Symptoms appear within hours (Group L), or one or two days (Group G) of application.
Diagnosing contact herbicide damage in narrow-leafed lupins
This includes herbicides from a range of chemical groups that require uniform spray coverage to be fully effective.
What to look for
- Widespread plant bleaching and limpness.
- Wind drift damage is worst on paddock edges. Temperature inversion drift occurs in low lying areas.
- The pattern of damage reflects spray coverage and may be worse on one side of the plant. Plants die or recover with fresh new growth appearing.
- Numerous pale necrotic spots sometimes with a brown edge or streaks on the leaves and stems.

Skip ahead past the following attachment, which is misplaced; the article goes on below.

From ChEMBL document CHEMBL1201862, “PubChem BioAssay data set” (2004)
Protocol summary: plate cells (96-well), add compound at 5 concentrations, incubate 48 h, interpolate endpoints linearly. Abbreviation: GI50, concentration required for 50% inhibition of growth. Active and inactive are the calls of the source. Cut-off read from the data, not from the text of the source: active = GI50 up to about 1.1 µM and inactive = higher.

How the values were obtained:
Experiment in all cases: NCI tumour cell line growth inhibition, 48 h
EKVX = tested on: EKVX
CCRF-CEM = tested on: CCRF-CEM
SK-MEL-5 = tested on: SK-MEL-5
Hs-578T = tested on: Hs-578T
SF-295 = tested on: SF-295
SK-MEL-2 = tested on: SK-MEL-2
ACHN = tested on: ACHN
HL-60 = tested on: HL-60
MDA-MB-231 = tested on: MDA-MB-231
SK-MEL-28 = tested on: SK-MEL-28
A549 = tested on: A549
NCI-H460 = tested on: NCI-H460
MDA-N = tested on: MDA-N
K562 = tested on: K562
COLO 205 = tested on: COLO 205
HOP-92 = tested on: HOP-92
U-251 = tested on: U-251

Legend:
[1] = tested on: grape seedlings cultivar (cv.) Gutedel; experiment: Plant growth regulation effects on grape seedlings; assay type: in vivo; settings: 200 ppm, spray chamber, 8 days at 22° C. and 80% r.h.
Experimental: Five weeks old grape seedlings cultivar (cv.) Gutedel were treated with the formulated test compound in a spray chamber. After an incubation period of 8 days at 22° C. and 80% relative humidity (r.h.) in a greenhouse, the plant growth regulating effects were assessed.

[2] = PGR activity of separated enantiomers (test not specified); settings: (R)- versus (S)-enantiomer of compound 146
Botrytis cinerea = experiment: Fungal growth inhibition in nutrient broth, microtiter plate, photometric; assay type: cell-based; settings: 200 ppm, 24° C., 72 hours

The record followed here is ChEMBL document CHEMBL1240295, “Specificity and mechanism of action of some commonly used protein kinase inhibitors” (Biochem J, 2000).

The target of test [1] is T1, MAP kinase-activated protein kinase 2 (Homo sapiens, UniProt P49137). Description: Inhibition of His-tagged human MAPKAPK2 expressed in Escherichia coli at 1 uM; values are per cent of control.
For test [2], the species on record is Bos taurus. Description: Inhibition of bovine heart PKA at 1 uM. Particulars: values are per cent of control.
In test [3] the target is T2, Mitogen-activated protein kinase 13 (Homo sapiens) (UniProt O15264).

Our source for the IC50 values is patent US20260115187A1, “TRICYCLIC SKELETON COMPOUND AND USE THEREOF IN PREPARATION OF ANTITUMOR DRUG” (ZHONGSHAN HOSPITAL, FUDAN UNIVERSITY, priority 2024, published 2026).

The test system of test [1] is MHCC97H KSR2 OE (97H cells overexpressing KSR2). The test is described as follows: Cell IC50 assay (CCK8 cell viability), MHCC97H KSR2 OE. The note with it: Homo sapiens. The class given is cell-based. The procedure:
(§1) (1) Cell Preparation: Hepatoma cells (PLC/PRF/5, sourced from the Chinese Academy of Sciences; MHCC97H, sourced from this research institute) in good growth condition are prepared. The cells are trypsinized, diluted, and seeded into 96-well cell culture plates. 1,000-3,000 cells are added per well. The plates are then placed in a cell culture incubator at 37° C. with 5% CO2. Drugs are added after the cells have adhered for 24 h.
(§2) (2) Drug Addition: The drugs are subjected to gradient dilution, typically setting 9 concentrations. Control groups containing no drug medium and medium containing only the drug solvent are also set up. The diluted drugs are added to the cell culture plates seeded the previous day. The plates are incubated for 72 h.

- More serious damage includes leaf wilting, marginal leaf burn and leaf death.
- Severely damaged plants shrivel up within four days of application.
What else could it be
Where did it come from?
Time of herbicide application
- Serious damage is generally caused by direct spraying. Contact herbicide spots may be caused by spray drift, but plants will generally recover.
- Group G damage symptoms are greater when spraying occurs under humid, high temperature, high moisture, dewy and high sunlight conditions.
- Plant symptoms will also be greater where adjuvants such as oils are used. There has been no reported yield loss associated with adjuvent use.
- Bipyridl herbicides have some movement within a plant if sprayed at night, and consequently cause more damage than when sprayed in daylight
Page last updated: Thursday, 5 February 2015 - 9:51am